Knicks Dolan caught flat-footed by D-Will trade

FRANK ZICARELLI, QMI Agency

, Last Updated: 12:16 PM ET

TORONTO - Even if he had known Deron Williams was up for grabs, it’s doubtful Donnie Walsh would have gotten his hands on the game’s premier point guard.

Had James Dolan been more open and less myopic, it’s possible Amare Stoudemire would have been riding shotgun with D-Will and not Carmelo Anthony.

Such is the uncertain business of basketball when a trade catches a well connected executive such as Walsh off guard.

Basketball wise, the Knicks couldn’t have acquired a better fit for Stoudemire, who fetched a $100 million deal this past off-season, than Williams.

Instead, it’s believed Dolan was so fixated on Melo that the MSG chairman masterminded the blockbuster with Denver.

“No, I didn’t. I really didn’t,” Walsh said when asked if he was aware of Williams’ availability. “I probably should have thought about it because of Jerry (Sloan) when he left.”

A day after Melo arrived in Gotham, the Nets scooped up Williams, whom many claim forced Sloan to retire following 23 years of service in Utah.

“Not really,” Walsh added when queried if he felt not getting Williams represented a lost opportunity. “And I’m not going to comment on what I really thought. But I thought something.”

BEASTS IN THE EAST

The NBA’s landscape has clearly tilted to the East, a conference that’s poised to dominate for years.

Carlos Boozer joins the Bulls, Amare Stoudemire goes to New York and within two days Carmelo Anthony (Knicks) and Deron Williams (Nets) move East.

“Everybody’s bringing their talents to the East,” LeBron James said. “It’s going to be fun.

“We came here to team up and we knew we were starting a trend. Teams are going to have to load up because the competition level is rising.”

No team draws better on the road than the gang from South Beach featuring James, Dwyane Wade and Chris Bosh.

People can debate the merits of players joining forces, but the fact remains that NBA ratings are up with no signs of slowing down.

What impact a new CBA will have remains to be seen, but the Knicks are relevant again and basketball’s so-called big markets are bigger than ever.

“We took two of the best players in the West and brought them to the East,” James said. “D-Will has been a multiple all-star in the West and Melo, of course, has been a multiple all-star and now they’re in the East. Amare Stoudemire was a multiple all-star in the West and now he’s in the East. So it is shifting.”

PERKINS PERFECT FIT

At his introductory news conference, Kendrick Perkins said all the right things, oozed sincerity and humility.

The native of Beaumont, Tex., seems to be the perfect fit with the Oklahoma City Thunder, but money has a way of changing people and Perkins’ words will be put to the test when it comes time to negotiate a contract.

“I hope I can be here,’’ said Perkins, a free agent this summer who turned down a lucrative extension with Boston. “I want to be here. I couldn’t find a better situation for myself. I really want to be here. The city’s just so great. The organization is overwhelming, so I do want to be here and hopefully we can work something out. They are the first option.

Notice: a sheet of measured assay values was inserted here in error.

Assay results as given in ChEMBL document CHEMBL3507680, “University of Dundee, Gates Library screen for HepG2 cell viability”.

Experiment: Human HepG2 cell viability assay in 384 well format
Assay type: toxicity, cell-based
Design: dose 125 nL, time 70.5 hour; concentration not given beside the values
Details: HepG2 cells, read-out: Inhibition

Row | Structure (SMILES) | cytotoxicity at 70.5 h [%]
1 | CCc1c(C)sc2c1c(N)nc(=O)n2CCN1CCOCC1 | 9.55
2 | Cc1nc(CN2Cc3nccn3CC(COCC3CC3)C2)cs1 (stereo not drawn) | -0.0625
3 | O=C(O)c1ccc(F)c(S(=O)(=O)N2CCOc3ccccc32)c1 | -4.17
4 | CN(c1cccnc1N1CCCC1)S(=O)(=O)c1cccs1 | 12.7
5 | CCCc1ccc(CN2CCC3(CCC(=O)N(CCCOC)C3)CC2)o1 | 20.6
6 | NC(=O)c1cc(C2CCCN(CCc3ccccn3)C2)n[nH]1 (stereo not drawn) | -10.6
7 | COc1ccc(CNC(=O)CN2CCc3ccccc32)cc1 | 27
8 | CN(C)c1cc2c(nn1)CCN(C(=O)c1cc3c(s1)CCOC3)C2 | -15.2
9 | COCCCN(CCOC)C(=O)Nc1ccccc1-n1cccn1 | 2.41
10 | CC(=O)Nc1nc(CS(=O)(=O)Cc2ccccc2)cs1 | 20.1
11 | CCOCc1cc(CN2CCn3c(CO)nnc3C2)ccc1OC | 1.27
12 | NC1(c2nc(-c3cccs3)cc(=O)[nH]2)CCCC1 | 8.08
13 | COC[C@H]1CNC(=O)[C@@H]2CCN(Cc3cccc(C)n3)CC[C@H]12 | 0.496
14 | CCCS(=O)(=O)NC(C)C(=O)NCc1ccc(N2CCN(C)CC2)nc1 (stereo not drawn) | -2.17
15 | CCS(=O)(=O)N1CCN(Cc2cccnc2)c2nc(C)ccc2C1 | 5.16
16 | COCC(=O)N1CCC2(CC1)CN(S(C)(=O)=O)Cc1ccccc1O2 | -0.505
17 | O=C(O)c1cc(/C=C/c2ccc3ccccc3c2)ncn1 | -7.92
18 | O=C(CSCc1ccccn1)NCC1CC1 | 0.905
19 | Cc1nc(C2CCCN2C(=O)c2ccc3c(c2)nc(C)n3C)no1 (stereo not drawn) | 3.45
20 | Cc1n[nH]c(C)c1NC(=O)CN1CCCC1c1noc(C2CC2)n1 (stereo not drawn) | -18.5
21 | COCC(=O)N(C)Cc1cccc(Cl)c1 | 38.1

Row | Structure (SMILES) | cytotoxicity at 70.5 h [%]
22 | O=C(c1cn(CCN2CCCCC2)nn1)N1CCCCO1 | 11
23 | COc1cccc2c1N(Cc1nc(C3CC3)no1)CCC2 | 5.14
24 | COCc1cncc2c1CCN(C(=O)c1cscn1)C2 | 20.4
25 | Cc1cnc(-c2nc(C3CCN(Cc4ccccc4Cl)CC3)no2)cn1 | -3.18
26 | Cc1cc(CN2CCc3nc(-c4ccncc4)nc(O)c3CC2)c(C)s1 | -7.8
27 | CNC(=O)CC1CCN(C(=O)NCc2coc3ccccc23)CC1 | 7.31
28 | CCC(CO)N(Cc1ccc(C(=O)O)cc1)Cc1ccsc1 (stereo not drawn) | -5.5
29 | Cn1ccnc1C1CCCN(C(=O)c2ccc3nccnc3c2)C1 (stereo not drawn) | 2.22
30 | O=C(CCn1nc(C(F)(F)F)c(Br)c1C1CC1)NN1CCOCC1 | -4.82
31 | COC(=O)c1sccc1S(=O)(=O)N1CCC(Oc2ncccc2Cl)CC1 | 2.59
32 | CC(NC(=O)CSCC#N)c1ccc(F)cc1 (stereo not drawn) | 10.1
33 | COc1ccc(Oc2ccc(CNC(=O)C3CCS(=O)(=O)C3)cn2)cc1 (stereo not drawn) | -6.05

“I am gonna miss Boston, but I am happy to be here. It’s a new start for me and hopefully I can come in and make a great impact and a positive impact. I’m just happy to be here.”

Perkins gives the Thunder precisely want it needs, a defender and rebounder who has the length and toughness to battle anyone in the post.

Perkins’ addition notwithstanding, it’ll now be up to Kevin Durant to take his game to another level when the post-season begins.

Durant isn’t exactly known for late-game heroics, but OKC has that coveted piece to protect the paint and on paper the Thunder can go only as far as it wants.

“We just gotta put it together,’’ added Perkins. “We look good on paper, but I think we gotta put the work in and put it on the court.”

BILLUPS’ CASUALTY OF MELO DRAMA

Parting with Carmelo Anthony wasn’t difficult because Denver knew for months that Melo wanted to take his act to the Big Apple.

The difficulty involved Chauncey Billups, Mr. Big Shot who calls Colorado his home, a place where the former Raptor continues to be admired.

“When the trade went down, I was more sad than happy, and that was mostly because of Chauncey,” Nuggets head coach George Karl said.

The whole Melo drama seemingly took forever because Denver tried to make whatever deal as big as possible to bring back as many assets, which meant Billups’ big-time contract had to be included.

“As much grief as this process has caused, as many sleepless nights and countless hours of talks, as difficult as this process was, at the end of the day you do want to do right by Carmelo,” Nuggets president Josh Kroenke added. “I hate the fact that Chauncey is in it, but I think that we understand that not only would including Chauncey allow us to make the deal bigger, but it also gives Chauncey a chance to win.’’

The Knicks represent Billups’ seventh team.

When the deal was consummated, Anthony contacted Billups.

“His first question to me was: ‘How was your family taking it? How was everybody doing?’

“I know that he pretty much feels bad about it, that I got intertwined in his deal, in his situation.”


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